Services for Ruth Meisinger, 76, who died Saturday at Hillsboro Community Hospital, will be 2 p.m. Monday at First Mennonite Church in Hillsboro. She was born Sept. 18, 1943 in Vancouver, Washington, to George and Naomi Jones. Ruth married Charles Meisinger Jan. 1, 1989, in Abilene.

  • Lonnie Nickel

    Services for Lonnie Nickel, 75, who died Friday at Wesley Medical Center in Wichita, will be 11 a.m. Monday at Hillsboro’s Trinity Mennonite Church. He was born March 13, 1944, in Goessel, to John and Olga Nickel.

  • Brad Tajchman

    Brad Tajchman Services for Brad J. Tajchman, 50, Manhattan, who died Feb. 29 at the University of Kansas Health System in Kansas City, were Friday at St. Thomas More Catholic Church in Manhattan.


    Patsy Davis

    Marie Mason

    Rosann Priel

    Dorothy Weber



  • Wheat crop greens amid uncertain prices

    Although, Winter weather may have slowed crop growth, sections of the county’s wheat are greening up as temperatures warm and soft prices leave some farmers cold. Lost Springs farmer Monty Stuchlik said he planted the same amount of wheat this year and will rotate the crop with beans and corn.

  • Beef show helps youths practice for competition

    A beef show for 4-H’ers and FFA members March 29 at Marion County fairgrounds will offer an opportunity to practice showmanship and possibly win a cash prize. Extension agent Rickey Roberts said the show doesn’t qualify exhibitors to move up the show chain.



  • CDDO meeting scheduled

    The board of directors of the Harvey-Marion County Developmental Disability Organization will hold its regular monthly meeting at 4 p.m. Monday at the HMCDDO office, 500 N. Main, Suite 204, Newton. There will be opportunity for public forum at the beginning of the meeting.

  • Marion County Democrats to meet Saturday

    Marion County Democrats will meet 10 a.m. Saturday at the Scout House in Hillsboro.

  • Chat 'n' Dine Club to meet Saturday

    Marion County Lake Chat ’N’ Dine Club will have its first meeting of the year 6:30 p.m. Saturday at Marion County Lake South Lake Hall. Lake manager Isaac Hett will speak. Delmar and Nadine Iseli and Jim and Karen Egts will host. The club will provide service and drinks and members are asked to bring a dish to share.

  • Senior citizen group to award scholarship

    Senior Citizens of Marion County will award a $500 scholarship to a high school senior from Marion County pursuing a degree in an aging related field such as medicine, social work, therapy or gerontology. Applications are available through school counselors or Marion County Department on Aging’s website.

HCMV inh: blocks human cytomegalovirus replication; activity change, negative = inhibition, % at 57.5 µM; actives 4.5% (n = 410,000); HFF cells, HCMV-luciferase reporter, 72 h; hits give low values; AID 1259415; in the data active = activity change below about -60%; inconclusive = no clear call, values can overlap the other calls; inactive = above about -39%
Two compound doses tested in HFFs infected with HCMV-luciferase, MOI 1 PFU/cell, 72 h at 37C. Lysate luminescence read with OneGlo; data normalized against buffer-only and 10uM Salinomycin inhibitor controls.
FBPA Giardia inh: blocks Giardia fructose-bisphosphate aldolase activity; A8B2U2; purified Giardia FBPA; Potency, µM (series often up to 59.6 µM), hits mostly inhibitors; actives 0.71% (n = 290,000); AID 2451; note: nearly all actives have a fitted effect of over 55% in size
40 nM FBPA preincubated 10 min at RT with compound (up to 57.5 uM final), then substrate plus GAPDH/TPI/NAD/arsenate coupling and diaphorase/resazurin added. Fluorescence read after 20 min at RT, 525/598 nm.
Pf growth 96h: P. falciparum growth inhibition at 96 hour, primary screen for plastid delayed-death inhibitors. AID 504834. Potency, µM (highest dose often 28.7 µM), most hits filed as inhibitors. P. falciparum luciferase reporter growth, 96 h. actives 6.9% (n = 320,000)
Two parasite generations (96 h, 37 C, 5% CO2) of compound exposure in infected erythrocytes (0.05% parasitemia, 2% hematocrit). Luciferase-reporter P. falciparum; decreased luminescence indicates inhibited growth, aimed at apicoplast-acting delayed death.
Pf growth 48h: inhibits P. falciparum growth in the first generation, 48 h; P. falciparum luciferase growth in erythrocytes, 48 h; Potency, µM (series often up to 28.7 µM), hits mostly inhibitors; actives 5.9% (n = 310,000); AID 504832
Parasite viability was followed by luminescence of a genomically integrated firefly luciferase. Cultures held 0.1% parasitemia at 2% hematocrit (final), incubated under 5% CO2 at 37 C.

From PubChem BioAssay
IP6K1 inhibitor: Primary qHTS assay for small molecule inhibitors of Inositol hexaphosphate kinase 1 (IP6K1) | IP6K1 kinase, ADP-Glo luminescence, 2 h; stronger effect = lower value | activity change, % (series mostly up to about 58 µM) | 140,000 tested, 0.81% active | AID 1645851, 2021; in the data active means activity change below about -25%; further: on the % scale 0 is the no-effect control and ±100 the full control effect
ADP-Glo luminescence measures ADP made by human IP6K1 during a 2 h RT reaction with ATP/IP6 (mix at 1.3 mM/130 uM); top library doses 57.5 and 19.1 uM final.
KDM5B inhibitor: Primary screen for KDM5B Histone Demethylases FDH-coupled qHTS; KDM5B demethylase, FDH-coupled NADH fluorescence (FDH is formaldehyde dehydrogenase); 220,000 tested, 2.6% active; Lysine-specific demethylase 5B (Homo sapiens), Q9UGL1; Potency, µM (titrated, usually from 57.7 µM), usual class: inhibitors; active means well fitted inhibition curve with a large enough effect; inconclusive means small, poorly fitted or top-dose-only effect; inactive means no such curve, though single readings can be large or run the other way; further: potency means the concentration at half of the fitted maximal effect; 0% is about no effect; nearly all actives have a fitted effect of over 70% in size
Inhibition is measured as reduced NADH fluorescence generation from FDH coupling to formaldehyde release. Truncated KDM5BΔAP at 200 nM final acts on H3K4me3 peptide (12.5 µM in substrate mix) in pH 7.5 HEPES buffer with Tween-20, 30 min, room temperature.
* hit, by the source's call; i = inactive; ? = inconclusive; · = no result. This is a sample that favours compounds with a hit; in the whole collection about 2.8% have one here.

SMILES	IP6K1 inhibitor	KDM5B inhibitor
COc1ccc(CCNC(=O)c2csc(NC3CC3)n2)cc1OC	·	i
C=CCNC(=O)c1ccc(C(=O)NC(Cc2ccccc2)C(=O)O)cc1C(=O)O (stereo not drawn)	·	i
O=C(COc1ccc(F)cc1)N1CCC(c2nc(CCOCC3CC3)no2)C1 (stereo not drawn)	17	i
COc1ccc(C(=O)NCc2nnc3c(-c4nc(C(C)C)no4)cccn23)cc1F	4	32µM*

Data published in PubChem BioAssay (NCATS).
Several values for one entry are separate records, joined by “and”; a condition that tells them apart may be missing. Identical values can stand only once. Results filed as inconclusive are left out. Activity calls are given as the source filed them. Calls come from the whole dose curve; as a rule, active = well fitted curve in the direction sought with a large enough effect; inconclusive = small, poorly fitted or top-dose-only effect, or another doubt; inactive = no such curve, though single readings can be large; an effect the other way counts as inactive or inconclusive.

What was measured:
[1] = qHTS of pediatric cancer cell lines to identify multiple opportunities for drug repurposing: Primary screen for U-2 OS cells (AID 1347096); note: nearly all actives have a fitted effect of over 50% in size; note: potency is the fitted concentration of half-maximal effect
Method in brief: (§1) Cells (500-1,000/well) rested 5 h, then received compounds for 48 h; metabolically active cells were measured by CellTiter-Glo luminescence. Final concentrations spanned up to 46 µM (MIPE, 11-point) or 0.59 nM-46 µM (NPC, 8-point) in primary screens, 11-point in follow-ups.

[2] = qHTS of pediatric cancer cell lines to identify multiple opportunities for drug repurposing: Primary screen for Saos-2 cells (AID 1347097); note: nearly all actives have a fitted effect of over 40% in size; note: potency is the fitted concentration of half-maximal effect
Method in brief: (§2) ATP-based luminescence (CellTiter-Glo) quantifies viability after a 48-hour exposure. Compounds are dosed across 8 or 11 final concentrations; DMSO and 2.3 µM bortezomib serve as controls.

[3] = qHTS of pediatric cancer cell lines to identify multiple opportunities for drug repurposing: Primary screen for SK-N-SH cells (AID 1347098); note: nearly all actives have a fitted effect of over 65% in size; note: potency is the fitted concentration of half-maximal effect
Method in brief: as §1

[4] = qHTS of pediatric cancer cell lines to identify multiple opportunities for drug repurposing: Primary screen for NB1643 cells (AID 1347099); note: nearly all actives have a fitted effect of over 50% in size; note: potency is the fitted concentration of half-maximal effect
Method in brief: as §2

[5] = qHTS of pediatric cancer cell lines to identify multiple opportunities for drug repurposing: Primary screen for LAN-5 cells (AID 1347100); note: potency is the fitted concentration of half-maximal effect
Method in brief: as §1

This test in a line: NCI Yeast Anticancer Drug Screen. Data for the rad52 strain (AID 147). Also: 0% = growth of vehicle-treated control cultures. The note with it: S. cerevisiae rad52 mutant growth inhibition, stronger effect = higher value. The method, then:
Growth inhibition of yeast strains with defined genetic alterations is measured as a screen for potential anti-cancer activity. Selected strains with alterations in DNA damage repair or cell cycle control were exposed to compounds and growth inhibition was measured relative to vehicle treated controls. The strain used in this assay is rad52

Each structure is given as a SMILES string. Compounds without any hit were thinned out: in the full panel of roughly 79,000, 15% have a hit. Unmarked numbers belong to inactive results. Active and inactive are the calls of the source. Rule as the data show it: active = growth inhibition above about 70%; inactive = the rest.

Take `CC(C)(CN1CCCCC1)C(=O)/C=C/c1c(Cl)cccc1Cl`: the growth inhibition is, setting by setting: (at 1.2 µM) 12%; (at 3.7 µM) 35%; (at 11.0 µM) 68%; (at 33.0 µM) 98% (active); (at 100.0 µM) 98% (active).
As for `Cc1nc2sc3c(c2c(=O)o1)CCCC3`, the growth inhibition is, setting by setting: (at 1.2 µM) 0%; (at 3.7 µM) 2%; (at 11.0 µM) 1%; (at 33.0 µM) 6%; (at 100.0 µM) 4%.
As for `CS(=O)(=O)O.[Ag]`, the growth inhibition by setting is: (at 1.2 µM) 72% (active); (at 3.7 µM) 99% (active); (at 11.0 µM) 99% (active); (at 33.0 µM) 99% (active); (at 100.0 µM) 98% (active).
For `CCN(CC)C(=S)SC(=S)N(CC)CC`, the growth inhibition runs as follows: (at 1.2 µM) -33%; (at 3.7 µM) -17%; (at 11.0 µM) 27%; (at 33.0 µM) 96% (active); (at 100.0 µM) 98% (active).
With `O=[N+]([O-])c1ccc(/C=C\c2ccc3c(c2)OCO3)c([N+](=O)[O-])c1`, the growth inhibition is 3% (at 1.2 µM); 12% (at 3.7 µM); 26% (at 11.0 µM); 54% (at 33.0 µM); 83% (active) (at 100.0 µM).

Calendar of events

    Hillsboro menu


  • Blarney stones bring sweet anticipation for March

    Many months have treats associated with them, and in March, Marion County residents look forward to blarney stones. Melanie Druse made her 1,000th of the year last week, but is already almost done with yearly baking, which ends on St. Patrick’s Day.


  • Hillsboro boys punch ticket to state

    The last time Hillsboro boys basketball faced Sacred Heart, a last second 3-pointer sunk the Trojans’ state title hopes in in 2017. Saturday night in Herington was a different story, with Hillsboro’s 61-47 victory earning the team a trip to state in Manhattan.

  • Goessel boys lose in overtime at substate

    It was a disappointing 70-63 overtime loss for Goessel’s boys Thursday night in Class 1A’s substate semifinal at Marysville. There were seven lead changes in the first half, but the Bluebirds never trailed St. John (Beloit) in the second half.

  • Soloists receive top marks

    Hillsboro High School music program sent students to compete in Central Kansas League’s music festival March 4 at Tabor College with four students receiving II ratings. Abby Fryhover, Taryah Miller, Tristan Reed, and Isabelle Whorton earned II ratings for their solo performances.

  • Tabor College's annual soccer camp set March 24

    Tabor College’s sixth annual youth soccer academy will be March 24 to April 30 for players kindergarten and older, run by Tabor women’s soccer coaches and players. Practices for kindergarten to second grade will be 4 to 4:45 p.m. Tuesday and Thursday at the Tabor’s practice field, while practices for third grade and older will be 5 to 6 p.m. Games will be Thursday afternoons or Saturday mornings at the practice field.